This comprehensive guide is the definitive source for researchers seeking an understanding of those who have occupied the White House and on the institution of the U.S. presidency. Readers turn to Guide to the Presidency for its wealth of facts and analytical chapters that explain the structure, powers, and operations of the office and the president’s relationship with Congress and the Supreme Court. The work is divided into eight distinct subject areas covering every aspect of the U.S. presidency.

Chapter 13 Chief Diplomat

Chapter 13 Chief diplomat

In the nineteenth century, when U.S. foreign interests were limited primarily to trade and western expansion, presidents were able to concentrate largely on domestic policy. Today, the wide array of U.S. economic, political, and military commitments abroad ensures that presidents will spend at least half of their time on foreign affairs. But, in fact, as economic life becomes more globalized, the distinction between domestic and foreign policy is blurring.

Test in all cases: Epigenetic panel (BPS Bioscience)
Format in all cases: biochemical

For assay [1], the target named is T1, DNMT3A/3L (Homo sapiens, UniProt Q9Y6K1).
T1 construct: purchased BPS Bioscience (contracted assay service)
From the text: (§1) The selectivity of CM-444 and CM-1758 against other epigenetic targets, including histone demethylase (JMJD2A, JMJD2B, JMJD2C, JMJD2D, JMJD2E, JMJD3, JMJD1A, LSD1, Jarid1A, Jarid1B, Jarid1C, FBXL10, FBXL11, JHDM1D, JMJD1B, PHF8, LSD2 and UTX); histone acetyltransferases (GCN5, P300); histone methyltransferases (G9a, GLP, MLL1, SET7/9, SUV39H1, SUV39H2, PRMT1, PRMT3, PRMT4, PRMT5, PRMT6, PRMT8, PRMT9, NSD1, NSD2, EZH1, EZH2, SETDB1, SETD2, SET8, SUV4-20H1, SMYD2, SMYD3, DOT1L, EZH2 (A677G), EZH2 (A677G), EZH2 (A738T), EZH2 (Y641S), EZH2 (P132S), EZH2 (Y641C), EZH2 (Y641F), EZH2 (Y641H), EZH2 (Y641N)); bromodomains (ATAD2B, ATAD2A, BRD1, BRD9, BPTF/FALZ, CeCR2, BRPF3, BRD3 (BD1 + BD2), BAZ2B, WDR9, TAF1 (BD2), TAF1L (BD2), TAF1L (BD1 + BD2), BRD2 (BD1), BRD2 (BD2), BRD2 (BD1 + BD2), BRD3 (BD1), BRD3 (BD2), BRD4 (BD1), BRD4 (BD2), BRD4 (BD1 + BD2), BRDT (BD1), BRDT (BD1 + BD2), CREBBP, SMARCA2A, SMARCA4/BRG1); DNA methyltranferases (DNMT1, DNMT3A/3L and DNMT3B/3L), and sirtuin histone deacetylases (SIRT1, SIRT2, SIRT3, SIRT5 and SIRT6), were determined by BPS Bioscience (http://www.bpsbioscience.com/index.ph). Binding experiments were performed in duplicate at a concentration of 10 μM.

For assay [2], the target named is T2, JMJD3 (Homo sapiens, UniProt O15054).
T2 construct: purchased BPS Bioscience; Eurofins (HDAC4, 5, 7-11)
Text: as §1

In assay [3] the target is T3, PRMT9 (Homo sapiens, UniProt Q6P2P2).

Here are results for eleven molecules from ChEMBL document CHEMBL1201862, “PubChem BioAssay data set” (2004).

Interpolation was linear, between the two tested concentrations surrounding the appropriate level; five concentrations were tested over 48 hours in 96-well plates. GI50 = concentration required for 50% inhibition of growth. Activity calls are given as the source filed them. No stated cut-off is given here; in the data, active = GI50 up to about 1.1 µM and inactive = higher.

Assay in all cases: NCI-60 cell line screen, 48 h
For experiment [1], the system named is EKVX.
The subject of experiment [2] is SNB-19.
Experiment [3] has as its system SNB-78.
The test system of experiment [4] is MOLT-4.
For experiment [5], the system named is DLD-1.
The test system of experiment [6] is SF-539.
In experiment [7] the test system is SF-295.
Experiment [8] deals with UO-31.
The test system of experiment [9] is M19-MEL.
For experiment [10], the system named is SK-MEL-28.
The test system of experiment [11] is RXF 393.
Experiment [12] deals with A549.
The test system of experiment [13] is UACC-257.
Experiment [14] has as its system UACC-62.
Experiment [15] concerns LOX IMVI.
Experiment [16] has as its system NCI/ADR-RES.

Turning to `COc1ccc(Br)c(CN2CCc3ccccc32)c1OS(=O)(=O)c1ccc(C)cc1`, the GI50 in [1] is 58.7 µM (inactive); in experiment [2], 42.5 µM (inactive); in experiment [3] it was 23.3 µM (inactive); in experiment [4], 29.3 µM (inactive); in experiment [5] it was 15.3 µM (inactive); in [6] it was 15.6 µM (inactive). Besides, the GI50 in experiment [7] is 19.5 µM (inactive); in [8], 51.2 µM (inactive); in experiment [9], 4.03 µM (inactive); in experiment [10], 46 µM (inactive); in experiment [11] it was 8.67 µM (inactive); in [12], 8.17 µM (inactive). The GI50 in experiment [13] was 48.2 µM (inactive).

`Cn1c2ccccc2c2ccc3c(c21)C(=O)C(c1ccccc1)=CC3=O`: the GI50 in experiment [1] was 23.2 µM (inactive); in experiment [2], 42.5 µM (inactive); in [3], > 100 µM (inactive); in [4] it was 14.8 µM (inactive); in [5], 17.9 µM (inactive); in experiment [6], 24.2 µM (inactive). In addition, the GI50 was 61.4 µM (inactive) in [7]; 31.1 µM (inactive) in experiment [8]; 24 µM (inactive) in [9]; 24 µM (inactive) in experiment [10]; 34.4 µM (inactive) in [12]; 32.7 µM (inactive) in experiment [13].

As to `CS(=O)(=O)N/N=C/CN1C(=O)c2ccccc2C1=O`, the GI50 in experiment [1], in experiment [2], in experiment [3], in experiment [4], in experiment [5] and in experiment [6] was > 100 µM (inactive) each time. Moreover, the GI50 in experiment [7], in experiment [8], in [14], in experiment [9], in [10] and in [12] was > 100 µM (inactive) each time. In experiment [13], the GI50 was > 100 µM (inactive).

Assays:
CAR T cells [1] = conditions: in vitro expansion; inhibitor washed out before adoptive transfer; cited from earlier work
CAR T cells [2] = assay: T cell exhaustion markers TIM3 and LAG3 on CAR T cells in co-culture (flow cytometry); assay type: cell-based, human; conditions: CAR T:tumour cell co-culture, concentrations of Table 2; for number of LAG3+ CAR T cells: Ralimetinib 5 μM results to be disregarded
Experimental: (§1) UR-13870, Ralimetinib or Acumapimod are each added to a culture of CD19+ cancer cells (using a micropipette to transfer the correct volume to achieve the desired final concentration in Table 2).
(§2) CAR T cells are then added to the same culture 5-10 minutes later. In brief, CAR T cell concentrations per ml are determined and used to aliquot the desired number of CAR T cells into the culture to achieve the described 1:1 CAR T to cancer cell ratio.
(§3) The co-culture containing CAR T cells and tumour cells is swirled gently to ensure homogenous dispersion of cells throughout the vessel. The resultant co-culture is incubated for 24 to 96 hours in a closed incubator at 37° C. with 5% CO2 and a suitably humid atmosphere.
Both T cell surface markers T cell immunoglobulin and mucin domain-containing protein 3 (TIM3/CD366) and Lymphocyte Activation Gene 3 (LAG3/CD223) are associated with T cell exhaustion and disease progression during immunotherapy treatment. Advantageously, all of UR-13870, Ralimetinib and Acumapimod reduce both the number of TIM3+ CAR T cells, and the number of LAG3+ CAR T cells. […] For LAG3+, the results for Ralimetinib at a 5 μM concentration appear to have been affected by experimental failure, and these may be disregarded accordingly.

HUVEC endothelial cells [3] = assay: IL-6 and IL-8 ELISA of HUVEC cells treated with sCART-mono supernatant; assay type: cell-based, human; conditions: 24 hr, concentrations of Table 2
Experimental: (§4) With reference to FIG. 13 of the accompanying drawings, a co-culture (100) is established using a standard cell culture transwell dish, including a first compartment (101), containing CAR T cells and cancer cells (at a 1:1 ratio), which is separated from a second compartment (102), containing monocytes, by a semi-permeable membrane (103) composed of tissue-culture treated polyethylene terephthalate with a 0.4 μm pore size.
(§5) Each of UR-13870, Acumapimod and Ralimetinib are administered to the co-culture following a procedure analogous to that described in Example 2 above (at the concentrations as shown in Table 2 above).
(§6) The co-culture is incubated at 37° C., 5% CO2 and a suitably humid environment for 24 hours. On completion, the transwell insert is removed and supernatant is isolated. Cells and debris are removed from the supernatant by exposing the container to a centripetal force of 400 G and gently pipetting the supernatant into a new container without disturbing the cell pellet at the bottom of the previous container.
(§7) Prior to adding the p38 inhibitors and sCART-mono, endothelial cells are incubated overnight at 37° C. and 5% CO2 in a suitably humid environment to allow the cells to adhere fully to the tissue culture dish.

The Constitution makes the president the formal head of state. As the “sole representative with foreign nations,” the president speaks for the nation as a whole and is often the focus of national hopes and fears, pride, and shame.1 In the role of chief negotiator and national spokesperson, the president has ...

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